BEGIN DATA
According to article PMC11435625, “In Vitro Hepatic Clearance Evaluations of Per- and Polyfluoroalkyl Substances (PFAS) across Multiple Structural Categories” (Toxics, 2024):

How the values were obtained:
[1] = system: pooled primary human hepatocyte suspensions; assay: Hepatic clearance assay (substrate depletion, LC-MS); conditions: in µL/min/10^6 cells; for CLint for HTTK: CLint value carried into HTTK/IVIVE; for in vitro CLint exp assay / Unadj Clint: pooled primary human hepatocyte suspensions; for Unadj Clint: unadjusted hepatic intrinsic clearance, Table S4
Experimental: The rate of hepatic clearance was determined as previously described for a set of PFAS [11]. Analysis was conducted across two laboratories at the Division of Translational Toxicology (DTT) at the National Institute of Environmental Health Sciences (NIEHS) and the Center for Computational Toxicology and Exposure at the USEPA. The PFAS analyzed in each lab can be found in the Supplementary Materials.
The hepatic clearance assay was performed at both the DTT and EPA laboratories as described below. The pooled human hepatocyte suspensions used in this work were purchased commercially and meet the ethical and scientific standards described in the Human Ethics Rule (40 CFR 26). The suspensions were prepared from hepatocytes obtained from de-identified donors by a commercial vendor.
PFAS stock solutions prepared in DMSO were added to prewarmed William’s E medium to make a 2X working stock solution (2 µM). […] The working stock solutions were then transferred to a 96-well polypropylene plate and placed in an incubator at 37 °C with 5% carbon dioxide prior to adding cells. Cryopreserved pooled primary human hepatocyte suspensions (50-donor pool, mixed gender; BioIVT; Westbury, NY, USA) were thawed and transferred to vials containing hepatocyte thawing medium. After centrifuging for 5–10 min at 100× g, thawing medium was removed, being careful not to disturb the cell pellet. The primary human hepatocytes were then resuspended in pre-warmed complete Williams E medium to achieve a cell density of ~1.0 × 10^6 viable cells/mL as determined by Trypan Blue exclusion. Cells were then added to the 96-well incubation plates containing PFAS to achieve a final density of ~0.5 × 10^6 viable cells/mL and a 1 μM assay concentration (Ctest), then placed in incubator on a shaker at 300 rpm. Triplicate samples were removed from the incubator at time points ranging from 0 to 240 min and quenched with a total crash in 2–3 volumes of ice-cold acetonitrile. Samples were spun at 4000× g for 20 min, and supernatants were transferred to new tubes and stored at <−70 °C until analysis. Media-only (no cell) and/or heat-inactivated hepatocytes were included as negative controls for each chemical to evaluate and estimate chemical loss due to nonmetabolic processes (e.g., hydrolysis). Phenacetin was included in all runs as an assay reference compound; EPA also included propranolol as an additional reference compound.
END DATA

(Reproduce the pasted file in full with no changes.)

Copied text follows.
According to article PMC11435625, “In Vitro Hepatic Clearance Evaluations of Per- and Polyfluoroalkyl Substances (PFAS) across Multiple Structural Categories” (Toxics, 2024):

How the values were obtained:
[1] = system: pooled primary human hepatocyte suspensions; assay: Hepatic clearance assay (substrate depletion, LC-MS); conditions: in µL/min/10^6 cells; for CLint for HTTK: CLint value carried into HTTK/IVIVE; for in vitro CLint exp assay / Unadj Clint: pooled primary human hepatocyte suspensions; for Unadj Clint: unadjusted hepatic intrinsic clearance, Table S4
Experimental: The rate of hepatic clearance was determined as previously described for a set of PFAS [11]. Analysis was conducted across two laboratories at the Division of Translational Toxicology (DTT) at the National Institute of Environmental Health Sciences (NIEHS) and the Center for Computational Toxicology and Exposure at the USEPA. The PFAS analyzed in each lab can be found in the Supplementary Materials.
The hepatic clearance assay was performed at both the DTT and EPA laboratories as described below. The pooled human hepatocyte suspensions used in this work were purchased commercially and meet the ethical and scientific standards described in the Human Ethics Rule (40 CFR 26). The suspensions were prepared from hepatocytes obtained from de-identified donors by a commercial vendor.
PFAS stock solutions prepared in DMSO were added to prewarmed William’s E medium to make a 2X working stock solution (2 µM). […] The working stock solutions were then transferred to a 96-well polypropylene plate and placed in an incubator at 37 °C with 5% carbon dioxide prior to adding cells. Cryopreserved pooled primary human hepatocyte suspensions (50-donor pool, mixed gender; BioIVT; Westbury, NY, USA) were thawed and transferred to vials containing hepatocyte thawing medium. After centrifuging for 5–10 min at 100× g, thawing medium was removed, being careful not to disturb the cell pellet. The primary human hepatocytes were then resuspended in pre-warmed complete Williams E medium to achieve a cell density of ~1.0 × 10^6 viable cells/mL as determined by Trypan Blue exclusion. Cells were then added to the 96-well incubation plates containing PFAS to achieve a final density of ~0.5 × 10^6 viable cells/mL and a 1 μM assay concentration (Ctest), then placed in incubator on a shaker at 300 rpm. Triplicate samples were removed from the incubator at time points ranging from 0 to 240 min and quenched with a total crash in 2–3 volumes of ice-cold acetonitrile. Samples were spun at 4000× g for 20 min, and supernatants were transferred to new tubes and stored at <−70 °C until analysis. Media-only (no cell) and/or heat-inactivated hepatocytes were included as negative controls for each chemical to evaluate and estimate chemical loss due to nonmetabolic processes (e.g., hydrolysis). Phenacetin was included in all runs as an assay reference compound; EPA also included propranolol as an additional reference compound.